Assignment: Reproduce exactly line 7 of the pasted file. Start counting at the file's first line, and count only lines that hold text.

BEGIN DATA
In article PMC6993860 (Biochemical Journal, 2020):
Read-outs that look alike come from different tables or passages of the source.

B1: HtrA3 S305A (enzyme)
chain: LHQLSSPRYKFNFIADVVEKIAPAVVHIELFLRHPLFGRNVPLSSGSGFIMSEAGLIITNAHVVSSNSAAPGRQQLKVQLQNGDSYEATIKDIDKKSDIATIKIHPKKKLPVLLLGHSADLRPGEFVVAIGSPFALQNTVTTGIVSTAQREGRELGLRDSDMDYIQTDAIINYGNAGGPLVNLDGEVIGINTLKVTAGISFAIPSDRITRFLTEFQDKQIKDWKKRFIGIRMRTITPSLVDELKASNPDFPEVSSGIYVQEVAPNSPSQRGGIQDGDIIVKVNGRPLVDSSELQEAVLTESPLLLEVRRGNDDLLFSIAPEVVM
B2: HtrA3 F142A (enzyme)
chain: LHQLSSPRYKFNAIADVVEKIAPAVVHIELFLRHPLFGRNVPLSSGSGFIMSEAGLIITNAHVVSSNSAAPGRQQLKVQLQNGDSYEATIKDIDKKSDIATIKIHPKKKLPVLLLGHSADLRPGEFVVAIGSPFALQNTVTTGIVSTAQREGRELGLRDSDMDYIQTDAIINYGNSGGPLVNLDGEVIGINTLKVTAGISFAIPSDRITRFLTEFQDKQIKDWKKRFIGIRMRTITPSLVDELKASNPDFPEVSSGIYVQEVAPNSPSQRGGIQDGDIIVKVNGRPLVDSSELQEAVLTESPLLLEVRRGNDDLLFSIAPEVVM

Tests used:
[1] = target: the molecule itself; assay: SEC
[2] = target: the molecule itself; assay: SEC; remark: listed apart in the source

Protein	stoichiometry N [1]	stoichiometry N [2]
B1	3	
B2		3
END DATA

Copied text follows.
Tests used: